Genealogy Prompt 5: Start a Family History Journal

Genealogy Prompt 5 - Start a Family History Journal - Start a family history journal to document your favorite stories about your ancestors lives -

Over time, even the most casual family history research can lead to more records and facts than you can recall. That means you risk forgetting about some of your favorite anecdotes. But there’s an easy solution, and it’s this week’s genealogy prompt: start a family history journal.

What is a Family History Journal?

There’s no single “right” way to journal your genealogy research and family stories. It largely depends on why you decide to use a journal in the first place.

For example:

  • You might want to preserve the most interesting stories you come across before they get lost in your larger genealogy research.
  • You could use a journal to document family lines and important facts for later reference (such as to write a book).
  • A journal could also be a good way to document your research process itself — resources you want to track down, places to visit, and brick walls you hit.

Your family history journal might be in a narrative form. Or it might be lists and random notes or thoughts. It’s entirely up to you.

Ultimately, your journal is about helping you research and remember your family’s story.


Why Have a Genealogy Journal?

A family history journal is a tool, and it can serve whatever needs you have for it. But, ultimately, it’s about helping you with your research and helping to preserve the stories you come across.

My family tree has thousands of ancestors in it, for example. And I’ve come across more than a few fascinating stories about my ancestors’ lives. But I could never remember all of them.

A journal is a place to highlight the things you want to remember, whether it’s those interesting stories or reminders of what you still need to do to solve your own family’s mysteries.

Does it Have to be an Actual Journal?

If a traditional paper-and-ink journal isn’t for you, you might prefer a digital option instead, like a blog.

Blogs started out as online journals, and they still work well for that. And don’t worry if you don’t want to make your family history blog public. With tools like WordPress you can create private blogs and decide whom to share them with, such as giving a password only to members of your family.

A perk of creating a digital journal or blog is that you can create backups. So losing the original isn’t the end of the world. They’re also easier to share. And you can easily attach digital copies of photographs or records other family members might be interested in seeing.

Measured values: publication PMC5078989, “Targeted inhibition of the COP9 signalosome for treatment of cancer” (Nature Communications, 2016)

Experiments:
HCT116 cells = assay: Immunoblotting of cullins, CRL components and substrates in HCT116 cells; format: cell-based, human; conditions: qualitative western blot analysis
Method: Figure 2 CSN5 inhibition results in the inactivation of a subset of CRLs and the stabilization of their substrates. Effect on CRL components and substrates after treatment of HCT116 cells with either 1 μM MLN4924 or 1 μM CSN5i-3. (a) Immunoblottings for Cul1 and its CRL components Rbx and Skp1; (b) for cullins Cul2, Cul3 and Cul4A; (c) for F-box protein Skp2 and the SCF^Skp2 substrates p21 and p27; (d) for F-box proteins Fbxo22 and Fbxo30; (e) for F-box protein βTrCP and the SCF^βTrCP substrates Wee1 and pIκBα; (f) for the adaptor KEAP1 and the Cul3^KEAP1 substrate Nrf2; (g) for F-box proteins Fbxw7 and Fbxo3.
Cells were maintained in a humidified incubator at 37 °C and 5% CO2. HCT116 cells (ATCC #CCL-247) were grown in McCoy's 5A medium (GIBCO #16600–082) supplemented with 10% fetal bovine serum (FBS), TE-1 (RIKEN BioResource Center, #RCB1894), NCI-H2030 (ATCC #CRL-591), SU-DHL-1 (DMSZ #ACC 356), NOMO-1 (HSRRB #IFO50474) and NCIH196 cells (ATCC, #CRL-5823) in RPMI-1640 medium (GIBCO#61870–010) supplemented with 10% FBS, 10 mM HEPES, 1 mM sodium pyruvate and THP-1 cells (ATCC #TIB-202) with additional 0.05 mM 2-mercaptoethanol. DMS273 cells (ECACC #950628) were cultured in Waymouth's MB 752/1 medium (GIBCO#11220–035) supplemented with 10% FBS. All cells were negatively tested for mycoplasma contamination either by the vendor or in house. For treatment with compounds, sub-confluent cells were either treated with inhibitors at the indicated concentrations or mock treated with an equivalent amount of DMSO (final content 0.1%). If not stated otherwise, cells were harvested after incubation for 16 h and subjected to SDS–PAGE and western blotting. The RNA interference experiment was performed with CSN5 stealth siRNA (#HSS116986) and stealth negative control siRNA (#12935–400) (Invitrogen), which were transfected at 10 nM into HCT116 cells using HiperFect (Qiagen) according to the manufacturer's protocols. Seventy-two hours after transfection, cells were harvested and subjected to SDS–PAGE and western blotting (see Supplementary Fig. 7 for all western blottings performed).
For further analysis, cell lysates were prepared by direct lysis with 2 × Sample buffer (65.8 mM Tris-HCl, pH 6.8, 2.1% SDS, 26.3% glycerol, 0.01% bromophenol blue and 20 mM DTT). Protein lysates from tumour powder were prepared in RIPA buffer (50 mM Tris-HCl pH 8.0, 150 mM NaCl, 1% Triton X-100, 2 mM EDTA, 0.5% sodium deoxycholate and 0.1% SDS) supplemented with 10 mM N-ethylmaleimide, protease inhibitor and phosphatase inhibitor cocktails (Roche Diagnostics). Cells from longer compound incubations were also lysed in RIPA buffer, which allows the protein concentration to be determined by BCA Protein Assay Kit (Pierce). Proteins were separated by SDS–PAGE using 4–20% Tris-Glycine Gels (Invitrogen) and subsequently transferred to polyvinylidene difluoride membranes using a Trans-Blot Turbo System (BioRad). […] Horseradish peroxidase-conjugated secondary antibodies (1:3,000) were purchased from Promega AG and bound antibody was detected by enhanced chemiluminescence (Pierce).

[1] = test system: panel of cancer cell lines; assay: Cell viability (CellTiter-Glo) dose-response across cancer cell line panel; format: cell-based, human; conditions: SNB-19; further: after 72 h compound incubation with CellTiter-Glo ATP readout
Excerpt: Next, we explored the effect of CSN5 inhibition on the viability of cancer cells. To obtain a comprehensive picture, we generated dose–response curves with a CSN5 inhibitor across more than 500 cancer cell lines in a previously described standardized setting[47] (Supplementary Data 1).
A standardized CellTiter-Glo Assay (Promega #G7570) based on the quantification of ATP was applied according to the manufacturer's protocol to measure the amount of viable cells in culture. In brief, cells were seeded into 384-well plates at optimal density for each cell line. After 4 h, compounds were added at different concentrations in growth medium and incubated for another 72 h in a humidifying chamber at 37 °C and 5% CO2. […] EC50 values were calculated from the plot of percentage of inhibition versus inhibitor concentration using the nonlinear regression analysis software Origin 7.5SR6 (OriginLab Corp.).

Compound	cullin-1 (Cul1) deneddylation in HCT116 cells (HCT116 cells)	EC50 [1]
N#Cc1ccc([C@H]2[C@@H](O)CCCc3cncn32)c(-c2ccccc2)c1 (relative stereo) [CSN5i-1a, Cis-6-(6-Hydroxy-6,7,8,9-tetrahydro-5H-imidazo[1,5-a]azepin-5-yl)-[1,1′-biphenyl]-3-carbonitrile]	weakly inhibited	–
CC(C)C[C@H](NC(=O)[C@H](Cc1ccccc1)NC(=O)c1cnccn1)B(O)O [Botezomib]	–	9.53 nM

No matter what options you choose, and no matter how you choose to use them, family history journals can be a valuable and highly-personal way to document your family’s stories. They’re quick and inexpensive to set up. So why not start your own genealogy journal today?

Jenn is a professional writer and publisher, and the founder of Climb Your Family Tree.

She first became interested in genealogy as a teenager. Since that early start, she's spent 28 years putting her personal passion and professional research skills to use in exploring her own family history while assisting others in their genealogical journeys.

In addition to running Climb Your Family Tree, Jenn is a long-time PR, social media, and online marketing specialist and she's been a digital publisher / web developer for over 20 years. She owns a variety of web properties including All Freelance Writing, Freelance Writing Pros, Kiss My Biz, and NakedPR.

2 thoughts on “Genealogy Prompt 5: Start a Family History Journal”

  1. This is a great idea. I’m 56 years old, I started doing genealogy when I was 19 by helping my mom. Shortly after, I begun researching my dad’s side of the family. If I had started one back then, I wouldn’t have had to go back to the beginning so many times to research a specific item because I didn’t think it was associated with my family.

  2. Thanks for sharing Robbi. I’m so sorry you’ve had to go back to the beginning repeatedly. That’s never fun. But you make an excellent point. There’s no reason things we’re unsure about can’t go in a journal or scrapbook of sorts. Better to have that info filed away somewhere if we need it later, and we can always get rid of things after we’ve conclusively determined they’re not relevant.


Leave a Comment